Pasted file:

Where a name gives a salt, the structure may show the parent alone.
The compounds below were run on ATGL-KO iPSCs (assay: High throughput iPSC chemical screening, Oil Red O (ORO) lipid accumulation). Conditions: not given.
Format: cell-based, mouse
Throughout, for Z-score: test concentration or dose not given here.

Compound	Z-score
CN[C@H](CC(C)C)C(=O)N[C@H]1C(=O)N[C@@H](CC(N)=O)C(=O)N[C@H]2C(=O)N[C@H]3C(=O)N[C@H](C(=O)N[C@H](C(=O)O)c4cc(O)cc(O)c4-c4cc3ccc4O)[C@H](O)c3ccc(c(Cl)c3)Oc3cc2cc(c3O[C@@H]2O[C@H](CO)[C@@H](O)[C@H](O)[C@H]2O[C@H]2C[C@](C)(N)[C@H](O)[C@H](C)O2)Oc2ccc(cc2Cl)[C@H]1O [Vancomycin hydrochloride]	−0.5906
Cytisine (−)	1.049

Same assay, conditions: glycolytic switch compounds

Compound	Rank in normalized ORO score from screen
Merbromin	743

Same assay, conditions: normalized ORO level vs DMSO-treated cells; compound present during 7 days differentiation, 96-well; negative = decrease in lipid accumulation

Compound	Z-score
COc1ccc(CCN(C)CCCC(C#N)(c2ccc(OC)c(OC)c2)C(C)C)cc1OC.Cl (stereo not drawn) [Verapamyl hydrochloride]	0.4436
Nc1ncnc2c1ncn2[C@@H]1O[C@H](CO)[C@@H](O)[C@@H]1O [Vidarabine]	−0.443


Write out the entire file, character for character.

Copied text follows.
Where a name gives a salt, the structure may show the parent alone.
The compounds below were run on ATGL-KO iPSCs (assay: High throughput iPSC chemical screening, Oil Red O (ORO) lipid accumulation). Conditions: not given.
Format: cell-based, mouse
Throughout, for Z-score: test concentration or dose not given here.

Compound	Z-score
CN[C@H](CC(C)C)C(=O)N[C@H]1C(=O)N[C@@H](CC(N)=O)C(=O)N[C@H]2C(=O)N[C@H]3C(=O)N[C@H](C(=O)N[C@H](C(=O)O)c4cc(O)cc(O)c4-c4cc3ccc4O)[C@H](O)c3ccc(c(Cl)c3)Oc3cc2cc(c3O[C@@H]2O[C@H](CO)[C@@H](O)[C@H](O)[C@H]2O[C@H]2C[C@](C)(N)[C@H](O)[C@H](C)O2)Oc2ccc(cc2Cl)[C@H]1O [Vancomycin hydrochloride]	−0.5906
Cytisine (−)	1.049

Same assay, conditions: glycolytic switch compounds

Compound	Rank in normalized ORO score from screen
Merbromin	743

Same assay, conditions: normalized ORO level vs DMSO-treated cells; compound present during 7 days differentiation, 96-well; negative = decrease in lipid accumulation

Compound	Z-score
COc1ccc(CCN(C)CCCC(C#N)(c2ccc(OC)c(OC)c2)C(C)C)cc1OC.Cl (stereo not drawn) [Verapamyl hydrochloride]	0.4436
Nc1ncnc2c1ncn2[C@@H]1O[C@H](CO)[C@@H](O)[C@@H]1O [Vidarabine]	−0.443